perhaps, when you desire most to please, to interest, to amuse, your
over-anxiety defeats its own object. The self-possession of the
indifferent generally carries off the palm from the earnest and the
anxious. This is ridiculous; this is degrading. What you wish to do you
ought to be able to do, and you will be able, if you habitually
exercise control over the physical feelings of your nature.

I am quite of the opinion of those who hold that shyness is a bodily as
well as a mental disease, much influenced by our state of health, as
well as by the constitutional state of the circulation; but I only put
forward this opinion respecting its origin as additional evidence that
it too may be brought under the authority of self-control. If the grace
of God, giving efficacy and help to our own exertions, can enable us to
resist the influence of indigestion and other kinds of ill-health upon
the temper and the spirits, will not the same means be found effectual
to subdue a shyness which almost sinks us to the level of the brute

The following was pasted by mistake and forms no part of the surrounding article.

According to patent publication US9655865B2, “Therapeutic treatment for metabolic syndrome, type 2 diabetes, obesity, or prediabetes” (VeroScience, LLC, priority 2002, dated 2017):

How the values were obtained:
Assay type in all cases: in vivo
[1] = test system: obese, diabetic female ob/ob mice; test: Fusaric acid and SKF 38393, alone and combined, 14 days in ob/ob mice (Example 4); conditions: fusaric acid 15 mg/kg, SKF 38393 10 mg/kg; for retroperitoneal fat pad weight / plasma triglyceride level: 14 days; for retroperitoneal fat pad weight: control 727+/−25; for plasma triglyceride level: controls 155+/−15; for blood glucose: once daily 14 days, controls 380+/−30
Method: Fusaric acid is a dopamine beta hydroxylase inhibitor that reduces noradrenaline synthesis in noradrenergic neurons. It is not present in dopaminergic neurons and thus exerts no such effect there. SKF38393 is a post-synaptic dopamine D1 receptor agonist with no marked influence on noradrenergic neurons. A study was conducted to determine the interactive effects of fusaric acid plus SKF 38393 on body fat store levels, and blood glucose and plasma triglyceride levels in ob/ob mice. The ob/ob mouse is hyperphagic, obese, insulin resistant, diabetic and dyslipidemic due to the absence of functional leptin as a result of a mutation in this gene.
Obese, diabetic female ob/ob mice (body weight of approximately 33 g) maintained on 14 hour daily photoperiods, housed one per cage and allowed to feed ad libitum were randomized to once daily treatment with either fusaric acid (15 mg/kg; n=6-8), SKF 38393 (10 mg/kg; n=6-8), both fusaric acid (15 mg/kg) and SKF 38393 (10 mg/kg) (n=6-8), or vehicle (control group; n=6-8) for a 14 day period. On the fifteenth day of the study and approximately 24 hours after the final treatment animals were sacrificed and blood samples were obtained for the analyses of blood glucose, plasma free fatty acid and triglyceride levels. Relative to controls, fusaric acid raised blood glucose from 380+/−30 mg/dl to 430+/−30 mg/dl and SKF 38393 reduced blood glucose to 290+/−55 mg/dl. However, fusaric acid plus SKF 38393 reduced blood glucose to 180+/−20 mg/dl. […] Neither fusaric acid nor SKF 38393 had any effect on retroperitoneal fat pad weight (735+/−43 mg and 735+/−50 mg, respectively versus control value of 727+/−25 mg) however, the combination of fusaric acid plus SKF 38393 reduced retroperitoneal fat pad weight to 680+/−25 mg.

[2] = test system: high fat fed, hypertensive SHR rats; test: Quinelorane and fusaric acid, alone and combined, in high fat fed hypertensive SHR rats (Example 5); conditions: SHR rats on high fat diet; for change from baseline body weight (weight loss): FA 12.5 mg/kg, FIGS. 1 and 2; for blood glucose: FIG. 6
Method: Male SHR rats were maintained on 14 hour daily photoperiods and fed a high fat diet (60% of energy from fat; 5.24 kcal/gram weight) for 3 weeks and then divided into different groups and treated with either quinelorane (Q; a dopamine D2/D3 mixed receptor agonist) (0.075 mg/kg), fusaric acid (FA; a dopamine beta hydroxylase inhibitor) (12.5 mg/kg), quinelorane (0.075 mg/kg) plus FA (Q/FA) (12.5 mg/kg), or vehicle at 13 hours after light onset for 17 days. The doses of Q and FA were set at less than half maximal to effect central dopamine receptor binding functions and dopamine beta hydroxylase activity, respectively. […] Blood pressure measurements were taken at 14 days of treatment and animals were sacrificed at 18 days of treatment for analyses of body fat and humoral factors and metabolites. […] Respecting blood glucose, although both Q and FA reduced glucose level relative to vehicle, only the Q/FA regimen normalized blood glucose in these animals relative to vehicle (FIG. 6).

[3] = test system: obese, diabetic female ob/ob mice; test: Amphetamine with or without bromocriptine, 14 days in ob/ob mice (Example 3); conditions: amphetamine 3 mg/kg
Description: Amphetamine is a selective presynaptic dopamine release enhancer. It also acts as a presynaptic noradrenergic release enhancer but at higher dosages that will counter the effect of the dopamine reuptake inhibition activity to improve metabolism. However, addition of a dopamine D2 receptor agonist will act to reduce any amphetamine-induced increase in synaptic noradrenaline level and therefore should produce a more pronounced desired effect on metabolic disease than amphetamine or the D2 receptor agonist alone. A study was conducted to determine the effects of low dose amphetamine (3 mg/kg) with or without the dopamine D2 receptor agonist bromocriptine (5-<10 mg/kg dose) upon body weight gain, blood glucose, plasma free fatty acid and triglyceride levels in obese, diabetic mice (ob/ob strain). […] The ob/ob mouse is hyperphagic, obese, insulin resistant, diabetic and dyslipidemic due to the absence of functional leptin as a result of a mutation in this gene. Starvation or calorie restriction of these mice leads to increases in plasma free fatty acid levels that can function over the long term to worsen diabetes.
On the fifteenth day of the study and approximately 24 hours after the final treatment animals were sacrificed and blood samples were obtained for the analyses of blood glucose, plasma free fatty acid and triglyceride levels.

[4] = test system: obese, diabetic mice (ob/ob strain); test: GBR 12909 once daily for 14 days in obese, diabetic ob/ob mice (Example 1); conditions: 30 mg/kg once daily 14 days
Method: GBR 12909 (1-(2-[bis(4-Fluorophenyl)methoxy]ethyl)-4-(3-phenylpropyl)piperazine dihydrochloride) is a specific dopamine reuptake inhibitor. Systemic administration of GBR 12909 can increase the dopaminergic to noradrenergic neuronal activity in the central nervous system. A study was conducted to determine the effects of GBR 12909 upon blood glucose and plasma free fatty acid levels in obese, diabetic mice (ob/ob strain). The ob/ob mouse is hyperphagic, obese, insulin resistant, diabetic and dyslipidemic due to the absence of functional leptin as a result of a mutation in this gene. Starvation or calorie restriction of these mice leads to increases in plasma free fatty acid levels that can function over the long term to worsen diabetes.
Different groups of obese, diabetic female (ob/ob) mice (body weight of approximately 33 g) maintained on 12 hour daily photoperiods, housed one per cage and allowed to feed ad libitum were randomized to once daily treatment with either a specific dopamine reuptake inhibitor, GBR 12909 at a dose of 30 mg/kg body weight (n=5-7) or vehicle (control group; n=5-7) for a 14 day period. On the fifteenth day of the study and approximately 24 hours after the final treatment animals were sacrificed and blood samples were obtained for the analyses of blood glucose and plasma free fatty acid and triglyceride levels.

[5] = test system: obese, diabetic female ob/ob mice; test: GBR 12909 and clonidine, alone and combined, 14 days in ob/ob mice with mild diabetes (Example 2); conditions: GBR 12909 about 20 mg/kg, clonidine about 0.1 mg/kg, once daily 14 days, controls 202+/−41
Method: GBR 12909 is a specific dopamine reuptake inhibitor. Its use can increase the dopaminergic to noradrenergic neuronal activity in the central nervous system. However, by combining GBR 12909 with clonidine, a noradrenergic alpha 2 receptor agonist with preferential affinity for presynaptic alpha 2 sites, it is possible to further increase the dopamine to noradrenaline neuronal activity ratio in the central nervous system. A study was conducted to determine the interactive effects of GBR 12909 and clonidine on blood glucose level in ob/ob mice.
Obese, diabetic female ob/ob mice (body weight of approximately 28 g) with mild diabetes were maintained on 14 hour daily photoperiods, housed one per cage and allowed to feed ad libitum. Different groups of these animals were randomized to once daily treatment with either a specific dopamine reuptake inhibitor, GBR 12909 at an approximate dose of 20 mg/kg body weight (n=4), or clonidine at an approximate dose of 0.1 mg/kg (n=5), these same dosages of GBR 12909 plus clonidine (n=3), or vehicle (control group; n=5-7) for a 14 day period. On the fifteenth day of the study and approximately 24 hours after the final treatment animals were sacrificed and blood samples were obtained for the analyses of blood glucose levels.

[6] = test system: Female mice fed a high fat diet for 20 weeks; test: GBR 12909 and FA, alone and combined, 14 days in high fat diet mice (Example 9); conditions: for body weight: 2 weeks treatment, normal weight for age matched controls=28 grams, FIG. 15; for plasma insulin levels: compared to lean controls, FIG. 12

creation by depriving us of the advantages of a rational will? Even this
latter distinguishing feature of humanity is prostrated before the
mysterious power of shyness.

You understand, doubtless, the wide distinction that exists between
modesty and shyness. Modesty is always self-possessed, and therefore
clear-sighted and cool-headed. Shyness, on the contrary, is too confused
either to see or hear things as they really are, and as often assumes
the appearance of forwardness as any other disguise. Depriving its
victims of the power of being themselves, it leaves them little freedom
of choice, as to the sort of imitations the freaks of their animal
nature may lead them to attempt. You feel, with deep annoyance, that a
paroxysm of shyness has often made you speak entirely at random, and
express the very opposite sentiments to those you really feel,
committing yourself irretrievably to, perhaps, falsehood and folly,

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Online LibraryAn English LadyThe Young Lady's Mentor A Guide to the Formation of Character. In a Series of Letters to Her Unknown Friends → online text (page 7 of 19)